I was alerted to this many, many years ago through the tools actors bring to their parts. I discovered in “Oliver!” almost all the interpretations of Fagin were of Jews with Eastern European accents. Fagin was based on Isaac ‘Ikey' Solomon, who would have had a London accent. If he had been born elsewhere, then his accent would have reflected that, certainly, but he wasn’t. He was born in London. Giving him an accent that couldn’t possibly be his own is part of the ‘othering’ of Jews, someone saying “He was different to other Londoners – let’s give him an accent to show this. What’s the accent that shows Jewish difference? Ah, I know.”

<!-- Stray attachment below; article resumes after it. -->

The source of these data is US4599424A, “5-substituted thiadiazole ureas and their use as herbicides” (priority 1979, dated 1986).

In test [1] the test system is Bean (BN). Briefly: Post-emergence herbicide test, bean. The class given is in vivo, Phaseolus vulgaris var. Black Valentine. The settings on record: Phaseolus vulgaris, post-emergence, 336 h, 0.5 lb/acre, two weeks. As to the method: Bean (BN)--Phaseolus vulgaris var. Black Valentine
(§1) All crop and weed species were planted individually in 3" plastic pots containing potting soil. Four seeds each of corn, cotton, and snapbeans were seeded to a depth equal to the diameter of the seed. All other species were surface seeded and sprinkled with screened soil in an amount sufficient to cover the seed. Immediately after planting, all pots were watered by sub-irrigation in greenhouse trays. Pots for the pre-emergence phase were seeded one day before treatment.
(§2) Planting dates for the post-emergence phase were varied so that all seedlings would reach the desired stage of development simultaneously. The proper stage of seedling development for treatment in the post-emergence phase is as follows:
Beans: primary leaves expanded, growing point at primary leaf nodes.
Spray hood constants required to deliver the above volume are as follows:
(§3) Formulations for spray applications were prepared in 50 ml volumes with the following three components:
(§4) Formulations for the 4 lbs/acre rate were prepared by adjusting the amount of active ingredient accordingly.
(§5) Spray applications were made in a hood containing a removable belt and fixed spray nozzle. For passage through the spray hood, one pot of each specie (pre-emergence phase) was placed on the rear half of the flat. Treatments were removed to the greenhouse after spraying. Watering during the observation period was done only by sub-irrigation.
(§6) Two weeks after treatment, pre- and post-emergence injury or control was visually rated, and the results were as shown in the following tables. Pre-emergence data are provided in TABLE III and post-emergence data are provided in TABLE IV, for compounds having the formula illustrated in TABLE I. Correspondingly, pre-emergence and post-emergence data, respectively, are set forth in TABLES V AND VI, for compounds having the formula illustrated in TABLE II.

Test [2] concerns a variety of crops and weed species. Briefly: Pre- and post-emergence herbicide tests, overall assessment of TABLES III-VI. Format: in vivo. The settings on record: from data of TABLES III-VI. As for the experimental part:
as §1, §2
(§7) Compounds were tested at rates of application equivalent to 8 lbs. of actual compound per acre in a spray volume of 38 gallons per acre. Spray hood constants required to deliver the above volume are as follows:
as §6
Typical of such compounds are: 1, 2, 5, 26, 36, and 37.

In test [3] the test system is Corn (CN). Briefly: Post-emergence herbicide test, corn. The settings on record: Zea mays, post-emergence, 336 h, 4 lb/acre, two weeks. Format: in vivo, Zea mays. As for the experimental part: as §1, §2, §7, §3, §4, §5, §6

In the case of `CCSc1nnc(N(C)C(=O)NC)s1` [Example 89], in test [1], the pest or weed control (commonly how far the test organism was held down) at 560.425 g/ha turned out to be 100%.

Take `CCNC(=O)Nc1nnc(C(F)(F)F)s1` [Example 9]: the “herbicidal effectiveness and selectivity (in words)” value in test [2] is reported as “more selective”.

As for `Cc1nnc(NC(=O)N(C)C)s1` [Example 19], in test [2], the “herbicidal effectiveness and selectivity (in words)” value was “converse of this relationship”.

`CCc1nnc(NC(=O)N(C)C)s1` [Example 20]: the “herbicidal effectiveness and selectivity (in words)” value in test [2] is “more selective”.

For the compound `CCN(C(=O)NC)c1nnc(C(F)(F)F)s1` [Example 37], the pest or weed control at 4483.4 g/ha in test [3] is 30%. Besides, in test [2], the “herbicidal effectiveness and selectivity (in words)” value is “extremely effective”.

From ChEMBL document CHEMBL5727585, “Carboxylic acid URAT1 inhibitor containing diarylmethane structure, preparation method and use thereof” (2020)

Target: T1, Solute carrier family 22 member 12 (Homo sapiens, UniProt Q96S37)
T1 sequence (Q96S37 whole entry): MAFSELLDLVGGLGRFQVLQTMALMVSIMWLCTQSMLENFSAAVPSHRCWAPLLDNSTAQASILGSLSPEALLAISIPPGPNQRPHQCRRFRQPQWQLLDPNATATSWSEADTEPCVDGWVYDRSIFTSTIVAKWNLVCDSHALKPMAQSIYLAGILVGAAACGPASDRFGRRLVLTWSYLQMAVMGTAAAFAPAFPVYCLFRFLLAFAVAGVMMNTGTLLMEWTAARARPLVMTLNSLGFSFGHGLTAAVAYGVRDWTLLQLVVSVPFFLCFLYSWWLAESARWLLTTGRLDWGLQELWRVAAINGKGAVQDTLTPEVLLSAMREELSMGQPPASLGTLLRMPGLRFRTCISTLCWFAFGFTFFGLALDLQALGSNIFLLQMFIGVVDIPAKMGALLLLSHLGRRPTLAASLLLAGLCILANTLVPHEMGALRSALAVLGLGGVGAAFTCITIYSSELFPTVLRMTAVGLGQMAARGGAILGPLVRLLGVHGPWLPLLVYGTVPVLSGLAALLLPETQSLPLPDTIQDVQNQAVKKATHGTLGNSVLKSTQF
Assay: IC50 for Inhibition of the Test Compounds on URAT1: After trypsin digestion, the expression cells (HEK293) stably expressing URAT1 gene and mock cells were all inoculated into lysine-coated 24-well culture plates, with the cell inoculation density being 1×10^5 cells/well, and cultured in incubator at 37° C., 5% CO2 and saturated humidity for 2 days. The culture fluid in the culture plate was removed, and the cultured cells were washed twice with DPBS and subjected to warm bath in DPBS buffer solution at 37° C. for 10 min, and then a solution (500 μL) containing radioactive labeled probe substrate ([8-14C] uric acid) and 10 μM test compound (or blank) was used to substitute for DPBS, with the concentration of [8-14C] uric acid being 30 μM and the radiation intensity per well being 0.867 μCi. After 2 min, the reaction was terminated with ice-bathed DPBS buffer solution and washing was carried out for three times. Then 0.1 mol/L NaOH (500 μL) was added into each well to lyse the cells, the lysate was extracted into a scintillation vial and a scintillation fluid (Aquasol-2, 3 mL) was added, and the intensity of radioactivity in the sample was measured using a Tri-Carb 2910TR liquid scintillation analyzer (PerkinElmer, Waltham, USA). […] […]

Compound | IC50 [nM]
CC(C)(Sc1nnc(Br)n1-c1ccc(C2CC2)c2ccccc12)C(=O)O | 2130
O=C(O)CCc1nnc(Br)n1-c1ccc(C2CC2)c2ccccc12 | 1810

That particular tool used by some writers to bring history into their fiction is finding ‘common knowledge’ about a people or gender and applying it, whether or not it fits that particular  case. This common knowledge is partly stereotype, for that’s what we draw on when we haven’t focussed on a subject. Fagin’s accent. Making history male. Both of these are stereotyping.

Another thing we draw on when we haven’t focussed on a subject is the culture we live in. In a way, calling on stereotypes is just that, but it’s also possible to call on positive attributes and give them to a character. Turning female characters into American teenagers, for instance, or turning children into characters that reflect our own upbringing. When they’re quiet at table, what sorts of subjects they study and what methods they use to study.